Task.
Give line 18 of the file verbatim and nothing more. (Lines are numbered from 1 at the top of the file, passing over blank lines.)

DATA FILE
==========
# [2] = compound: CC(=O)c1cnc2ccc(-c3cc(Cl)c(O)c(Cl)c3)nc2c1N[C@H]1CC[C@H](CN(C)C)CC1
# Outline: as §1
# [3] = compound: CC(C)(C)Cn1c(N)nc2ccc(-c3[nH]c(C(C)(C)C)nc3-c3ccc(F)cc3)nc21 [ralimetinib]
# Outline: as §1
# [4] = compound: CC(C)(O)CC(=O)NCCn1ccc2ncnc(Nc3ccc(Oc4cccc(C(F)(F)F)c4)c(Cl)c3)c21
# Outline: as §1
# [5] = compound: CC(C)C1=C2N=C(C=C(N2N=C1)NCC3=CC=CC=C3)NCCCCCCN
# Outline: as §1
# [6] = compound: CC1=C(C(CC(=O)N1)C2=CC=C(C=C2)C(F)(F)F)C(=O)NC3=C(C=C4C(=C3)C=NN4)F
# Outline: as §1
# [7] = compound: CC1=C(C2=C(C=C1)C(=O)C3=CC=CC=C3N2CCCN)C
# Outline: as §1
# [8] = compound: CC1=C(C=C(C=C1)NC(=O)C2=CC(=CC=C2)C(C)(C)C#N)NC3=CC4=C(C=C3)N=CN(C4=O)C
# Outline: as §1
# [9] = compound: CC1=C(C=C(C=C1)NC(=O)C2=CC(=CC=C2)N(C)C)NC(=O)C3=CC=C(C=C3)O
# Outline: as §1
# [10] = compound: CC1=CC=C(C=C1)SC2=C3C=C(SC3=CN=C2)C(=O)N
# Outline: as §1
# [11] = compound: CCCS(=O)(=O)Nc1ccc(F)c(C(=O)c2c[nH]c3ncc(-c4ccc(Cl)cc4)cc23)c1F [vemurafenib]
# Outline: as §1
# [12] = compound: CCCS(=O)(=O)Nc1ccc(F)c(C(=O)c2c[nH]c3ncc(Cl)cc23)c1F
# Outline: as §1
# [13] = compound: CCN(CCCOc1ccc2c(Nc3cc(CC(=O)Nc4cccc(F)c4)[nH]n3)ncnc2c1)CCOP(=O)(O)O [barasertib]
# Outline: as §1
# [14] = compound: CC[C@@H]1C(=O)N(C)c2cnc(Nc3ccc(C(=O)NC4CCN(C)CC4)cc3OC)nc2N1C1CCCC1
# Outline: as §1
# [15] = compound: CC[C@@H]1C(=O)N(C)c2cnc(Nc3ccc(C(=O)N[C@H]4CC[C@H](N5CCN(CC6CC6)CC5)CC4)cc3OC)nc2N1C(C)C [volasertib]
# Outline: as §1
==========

# Outline: as §1